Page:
World War 2 Stories for Sheffield

                         Norman Noble 

Poached Eggs

By Actiondesk Sheffield

People in story: Norman L. Noble
Location of story: Saltaire, West Yorkshire
Background to story: Civilian


This story was submitted to the People’s War site by Bill Ross of the ‘Action Desk – Sheffield’ Team on behalf of Norman Noble.

It must have been during the early years of the War, and I was a youngster of about nine when a buzz went round the streets of Saltaire, the model village built in 1853 by Sir Titus Salt, to house workers at his textile mill near Bradford. Word spread quickly and people left their houses to make their way to the top of the main road through the village.

I went with my mother and we found that a large van, in my memory as a nine year old, something like a modern day furniture van, had collided with one of the poles carrying the trolley bus wires. The side of the van had been ripped open, shedding a lot of its load, and what a load!! To the crowd it was like manna from heaven! At the time of severe food rationing and shortages, the pavement was strewn with eggs and nuts, probably brazils and walnuts as I remember it.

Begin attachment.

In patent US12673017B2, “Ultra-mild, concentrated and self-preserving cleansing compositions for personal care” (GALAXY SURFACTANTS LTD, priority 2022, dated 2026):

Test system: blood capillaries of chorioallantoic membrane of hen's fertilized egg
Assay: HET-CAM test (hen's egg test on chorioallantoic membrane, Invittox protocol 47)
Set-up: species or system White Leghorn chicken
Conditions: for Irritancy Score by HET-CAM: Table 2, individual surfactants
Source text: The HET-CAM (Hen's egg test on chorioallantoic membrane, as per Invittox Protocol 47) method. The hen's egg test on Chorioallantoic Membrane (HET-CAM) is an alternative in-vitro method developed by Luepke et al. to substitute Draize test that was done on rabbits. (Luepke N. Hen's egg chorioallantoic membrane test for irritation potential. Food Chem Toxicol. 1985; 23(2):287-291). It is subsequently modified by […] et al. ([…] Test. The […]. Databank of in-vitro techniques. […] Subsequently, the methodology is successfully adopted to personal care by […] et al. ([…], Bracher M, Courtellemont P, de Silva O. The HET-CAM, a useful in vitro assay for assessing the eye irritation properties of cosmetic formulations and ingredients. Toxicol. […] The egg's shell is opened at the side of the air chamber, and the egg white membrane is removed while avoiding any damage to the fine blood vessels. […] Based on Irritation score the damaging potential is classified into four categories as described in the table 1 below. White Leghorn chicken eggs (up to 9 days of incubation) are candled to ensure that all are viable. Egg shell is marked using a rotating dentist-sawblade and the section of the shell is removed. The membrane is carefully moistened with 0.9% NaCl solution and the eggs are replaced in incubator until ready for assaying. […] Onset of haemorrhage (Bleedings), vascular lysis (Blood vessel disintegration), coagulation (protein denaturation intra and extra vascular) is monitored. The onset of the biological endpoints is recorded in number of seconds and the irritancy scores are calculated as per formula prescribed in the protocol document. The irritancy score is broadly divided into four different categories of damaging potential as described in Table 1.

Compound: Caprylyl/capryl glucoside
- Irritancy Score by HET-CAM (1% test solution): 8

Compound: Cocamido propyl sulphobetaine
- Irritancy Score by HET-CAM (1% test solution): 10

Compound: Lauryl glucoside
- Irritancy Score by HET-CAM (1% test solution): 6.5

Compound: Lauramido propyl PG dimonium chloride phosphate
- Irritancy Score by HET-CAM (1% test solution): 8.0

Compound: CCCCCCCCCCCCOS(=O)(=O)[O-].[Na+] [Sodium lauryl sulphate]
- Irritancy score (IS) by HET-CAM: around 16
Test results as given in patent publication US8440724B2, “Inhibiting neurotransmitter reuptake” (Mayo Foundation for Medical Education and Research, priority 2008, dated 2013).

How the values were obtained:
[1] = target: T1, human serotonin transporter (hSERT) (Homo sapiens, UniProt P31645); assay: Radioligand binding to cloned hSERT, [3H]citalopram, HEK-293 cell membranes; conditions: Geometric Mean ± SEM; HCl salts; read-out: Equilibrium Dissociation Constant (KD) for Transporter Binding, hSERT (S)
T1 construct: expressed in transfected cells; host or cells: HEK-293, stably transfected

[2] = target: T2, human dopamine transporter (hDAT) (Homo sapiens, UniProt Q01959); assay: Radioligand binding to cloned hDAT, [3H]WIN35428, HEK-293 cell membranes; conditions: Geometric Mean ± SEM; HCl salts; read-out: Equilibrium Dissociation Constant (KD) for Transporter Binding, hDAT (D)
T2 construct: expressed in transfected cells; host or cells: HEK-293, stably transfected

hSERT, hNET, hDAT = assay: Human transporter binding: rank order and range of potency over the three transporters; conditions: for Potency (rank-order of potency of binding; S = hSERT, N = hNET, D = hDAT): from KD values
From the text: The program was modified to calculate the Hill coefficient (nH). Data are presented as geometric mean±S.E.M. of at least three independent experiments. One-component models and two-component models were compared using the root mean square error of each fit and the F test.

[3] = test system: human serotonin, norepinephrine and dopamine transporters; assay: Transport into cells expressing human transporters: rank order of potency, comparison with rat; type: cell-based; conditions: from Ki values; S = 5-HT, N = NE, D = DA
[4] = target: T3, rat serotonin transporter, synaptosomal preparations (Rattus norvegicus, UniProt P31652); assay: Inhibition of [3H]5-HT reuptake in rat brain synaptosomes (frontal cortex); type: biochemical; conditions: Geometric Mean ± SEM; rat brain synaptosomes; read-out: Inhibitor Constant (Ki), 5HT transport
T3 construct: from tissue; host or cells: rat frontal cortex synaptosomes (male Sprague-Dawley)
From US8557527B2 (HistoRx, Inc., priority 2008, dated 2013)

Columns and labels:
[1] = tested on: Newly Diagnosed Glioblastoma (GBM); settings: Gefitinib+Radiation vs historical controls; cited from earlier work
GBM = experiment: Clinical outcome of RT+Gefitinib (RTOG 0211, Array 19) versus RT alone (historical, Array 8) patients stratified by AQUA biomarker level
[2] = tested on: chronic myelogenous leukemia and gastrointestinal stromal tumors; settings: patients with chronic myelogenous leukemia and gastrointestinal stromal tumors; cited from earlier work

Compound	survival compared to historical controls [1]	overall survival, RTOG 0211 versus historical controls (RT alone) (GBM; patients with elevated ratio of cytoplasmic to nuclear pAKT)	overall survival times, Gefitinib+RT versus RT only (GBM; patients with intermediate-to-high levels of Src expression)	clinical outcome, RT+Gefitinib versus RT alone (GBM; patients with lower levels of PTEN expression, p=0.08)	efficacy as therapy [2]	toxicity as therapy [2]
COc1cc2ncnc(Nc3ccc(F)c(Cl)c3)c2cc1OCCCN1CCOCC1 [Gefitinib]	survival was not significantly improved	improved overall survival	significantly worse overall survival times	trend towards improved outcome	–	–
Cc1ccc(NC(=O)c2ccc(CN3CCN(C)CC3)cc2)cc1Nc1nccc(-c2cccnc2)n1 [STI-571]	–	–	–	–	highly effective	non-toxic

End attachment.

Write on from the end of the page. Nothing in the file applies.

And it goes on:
Baskets and bowls seemed to appear from nowhere as we all helped “to clear up the mess”. Whole eggs, even if cracked, were soon picked up, together with the nuts, leaving only those eggs smashed beyond salvaging. In those days, eggs were “candled” – rubbed with candle wax to stop them “going off”. You could also buy a powder known as Isinglass, which mixed with water, produced something like wallpaper paste to preserve eggs. Isinglassis is produced from the air bladder of sturgeon and is also used to clarify wines and beers. The cracked eggs would be served up for tea that day. Incidentally I loved powdered eggs made into an omelette.

Where the van came from, or where it was going, was never known as far as I remember, but its passage through Saltaire was certainly appreciated in many of the village homes that night and in the weeks to come, and is one of my vivid memories of the War.